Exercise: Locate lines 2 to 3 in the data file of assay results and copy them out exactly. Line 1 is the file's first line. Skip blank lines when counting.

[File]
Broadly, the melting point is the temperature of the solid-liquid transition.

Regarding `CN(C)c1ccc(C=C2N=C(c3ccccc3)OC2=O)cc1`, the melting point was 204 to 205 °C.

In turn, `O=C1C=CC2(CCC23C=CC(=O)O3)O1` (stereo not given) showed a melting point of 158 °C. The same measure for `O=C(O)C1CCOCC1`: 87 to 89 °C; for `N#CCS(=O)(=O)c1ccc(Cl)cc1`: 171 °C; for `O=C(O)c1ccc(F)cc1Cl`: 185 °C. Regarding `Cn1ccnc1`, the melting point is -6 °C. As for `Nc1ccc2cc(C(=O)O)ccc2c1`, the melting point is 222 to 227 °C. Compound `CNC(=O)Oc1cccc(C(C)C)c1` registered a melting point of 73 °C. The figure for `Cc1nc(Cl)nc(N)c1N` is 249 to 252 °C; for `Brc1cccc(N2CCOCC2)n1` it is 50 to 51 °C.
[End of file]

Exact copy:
Regarding `CN(C)c1ccc(C=C2N=C(c3ccccc3)OC2=O)cc1`, the melting point was 204 to 205 °C.

In turn, `O=C1C=CC2(CCC23C=CC(=O)O3)O1` (stereo not given) showed a melting point of 158 °C. The same measure for `O=C(O)C1CCOCC1`: 87 to 89 °C; for `N#CCS(=O)(=O)c1ccc(Cl)cc1`: 171 °C; for `O=C(O)c1ccc(F)cc1Cl`: 185 °C. Regarding `Cn1ccnc1`, the melting point is -6 °C. As for `Nc1ccc2cc(C(=O)O)ccc2c1`, the melting point is 222 to 227 °C. Compound `CNC(=O)Oc1cccc(C(C)C)c1` registered a melting point of 73 °C. The figure for `Cc1nc(Cl)nc(N)c1N` is 249 to 252 °C; for `Brc1cccc(N2CCOCC2)n1` it is 50 to 51 °C.